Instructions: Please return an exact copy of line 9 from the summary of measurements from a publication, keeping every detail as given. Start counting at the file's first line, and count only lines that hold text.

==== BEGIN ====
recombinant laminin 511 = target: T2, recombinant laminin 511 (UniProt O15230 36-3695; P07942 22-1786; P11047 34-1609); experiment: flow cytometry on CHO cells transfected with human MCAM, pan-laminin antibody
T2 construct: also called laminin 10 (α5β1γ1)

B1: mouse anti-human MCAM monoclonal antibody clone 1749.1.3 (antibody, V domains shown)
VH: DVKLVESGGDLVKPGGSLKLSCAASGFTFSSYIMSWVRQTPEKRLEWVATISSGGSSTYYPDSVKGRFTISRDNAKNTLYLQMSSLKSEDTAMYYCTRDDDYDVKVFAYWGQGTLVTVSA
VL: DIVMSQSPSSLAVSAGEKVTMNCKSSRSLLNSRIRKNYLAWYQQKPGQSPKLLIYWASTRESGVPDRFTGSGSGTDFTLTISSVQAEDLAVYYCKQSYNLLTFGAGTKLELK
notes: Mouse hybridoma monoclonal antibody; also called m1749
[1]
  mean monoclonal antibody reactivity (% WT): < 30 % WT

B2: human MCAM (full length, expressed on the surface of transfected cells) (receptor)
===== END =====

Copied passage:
B2: human MCAM (full length, expressed on the surface of transfected cells) (receptor)